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Parent's Review of Seoul International School in Seoul, Korea

What is the name of your child's school? (Please report on one school per survey.)

Seoul International School

In what town or city is this school located?

Seoul

How would you describe this school? (i.e. American, British, International, Local, etc.)

International in name, with an American school system

What grade levels are represented at this school?

From junior kindergarten, which advances to senior kindergarten, all the way to grade 12

How do most children get to school everyday? (bus, train, walk, etc.)

There are numerous school buses that pick up most of the students in various places around Korea. From Pundang to Hannam, the bus routes hit the most common areas that students and their families live. Many students also have their personal drivers, while a few ride public transport such as the subway or bus. Very few students are able to walk to school. Those that do are mainly the children of teachers, who live in an apartment complex built for them about 5 minutes away from the school.

How would you describe the facilities at this school? What extra-curricular activities are available?

The main school area hasn't changed much since its inception - same colours and desks, etc. The ceiling panels are often broken, and the technology is outdated. A new building was built due to overcrowding for the middle schoolers and high schoolers, but it was overturned to most of the elementary school. The school has two gyms, Tiger Gym 1 & 2. 1 is a regulation-size basketball gym with bleachers and six hoops. 2 is smaller, and used for elementary school and junior varsity sports teams. There is a weight room next to gym 1, and a pool nearby as well. A tennis court was built next to the new building, but it quickly lost its usefulness due to lack of space, and is currently being used as a place to put in extra classrooms via metal boxes. A dirt football field used to exist, but is currently under construction to be a regulation-sized astroturf football field with underground parking for buses and cars. There are currently two playgrounds for the students to enjoy.

Extra-curricular activities such as boosters for a variety of sports are available for K-8. High schoolers have numerous activities available, from varsity sports to many clubs such as UNICEF, community service, math club, and many more. Model United Nations is also a large part of the school's activities, with the school invited to three conferences a year in Seoul, Beijing, and Amsterdam. There is also a group that spans over a few schools in the area called Vida, a Christian 'club' of sorts where students can gather and meet with like-minded individuals. The National Honour Society and the National Arts Honour Society is also a vital part of the high school extra-curricular activities, as are numerous musical classes.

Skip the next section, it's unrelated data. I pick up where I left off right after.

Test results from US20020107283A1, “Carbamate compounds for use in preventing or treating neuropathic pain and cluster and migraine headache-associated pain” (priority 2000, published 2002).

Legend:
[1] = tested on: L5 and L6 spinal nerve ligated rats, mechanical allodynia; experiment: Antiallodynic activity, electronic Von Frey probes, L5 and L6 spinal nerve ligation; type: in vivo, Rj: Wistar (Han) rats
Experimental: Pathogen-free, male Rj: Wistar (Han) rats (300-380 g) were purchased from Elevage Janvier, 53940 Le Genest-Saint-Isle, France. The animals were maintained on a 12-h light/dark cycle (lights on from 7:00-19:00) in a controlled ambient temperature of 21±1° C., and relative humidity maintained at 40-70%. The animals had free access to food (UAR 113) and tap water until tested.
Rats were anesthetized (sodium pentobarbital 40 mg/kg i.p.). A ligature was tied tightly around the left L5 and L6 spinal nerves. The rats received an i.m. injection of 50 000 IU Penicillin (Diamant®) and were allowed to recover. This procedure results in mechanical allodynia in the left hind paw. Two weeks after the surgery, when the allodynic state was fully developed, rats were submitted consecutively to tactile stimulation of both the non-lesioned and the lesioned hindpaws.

The school provides guidance counselors and tutors for students struggling academically. This is not part of the tuition.

What has this school done to help your child transition from the curriculum in your home country into the curriculum in your new country? Are there programs to prepare your child for repatriation?

As a school based on an American curriculum, if the child has been schooled based on that system, they adapt exceptionally well. There are no programs to prepare your child for repatriation.

How would you describe the social activities available for parents through this school? Are there parent-teacher organizations?

Parent groups are most active in elementary and middle school levels. As the population of the school is mainly Korean, however, Korean mothers have formed their own groups and monopolised it. There is a PTA for the high school that funds sports teams occasionally and bring up school issues with the board. Beyond Open House (a chance for parents to meet teachers near the beginning of the year) and parent-teacher conferences to discuss a student's progress, the parents only socialise when there are school concerts or end-of-year parties with the elementary children.

What advice would you give to someone considering enrolling their child in this school?

If your child is Korean-American, Chinese-American, or Japanese-American, this is a good school for them. If you are a foreigner (i.e. from Europe or Southeast Asia, Africa), then this school is probably not for you. As a school with a 98% population of Asian-Americans and an extremely small percentile of foreigners, you and your child may feel alienated. If you wish for your child to attend school in Europe, then this school does not provide the proper accreditation for your child (like baccalauréat). Seoul Foreign School, British School, or Taejon Christian International School would be the better choices.

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